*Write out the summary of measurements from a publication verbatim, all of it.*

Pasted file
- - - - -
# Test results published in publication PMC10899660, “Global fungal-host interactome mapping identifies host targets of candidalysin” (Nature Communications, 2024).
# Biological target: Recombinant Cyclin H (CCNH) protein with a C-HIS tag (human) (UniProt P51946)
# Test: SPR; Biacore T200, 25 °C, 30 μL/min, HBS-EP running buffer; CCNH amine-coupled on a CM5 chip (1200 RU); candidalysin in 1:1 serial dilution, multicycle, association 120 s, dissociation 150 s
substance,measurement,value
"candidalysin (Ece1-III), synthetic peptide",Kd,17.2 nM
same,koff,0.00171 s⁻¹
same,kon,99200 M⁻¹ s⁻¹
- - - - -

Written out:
# Test results published in publication PMC10899660, “Global fungal-host interactome mapping identifies host targets of candidalysin” (Nature Communications, 2024).
# Biological target: Recombinant Cyclin H (CCNH) protein with a C-HIS tag (human) (UniProt P51946)
# Test: SPR; Biacore T200, 25 °C, 30 μL/min, HBS-EP running buffer; CCNH amine-coupled on a CM5 chip (1200 RU); candidalysin in 1:1 serial dilution, multicycle, association 120 s, dissociation 150 s
substance,measurement,value
"candidalysin (Ece1-III), synthetic peptide",Kd,17.2 nM
same,koff,0.00171 s⁻¹
same,kon,99200 M⁻¹ s⁻¹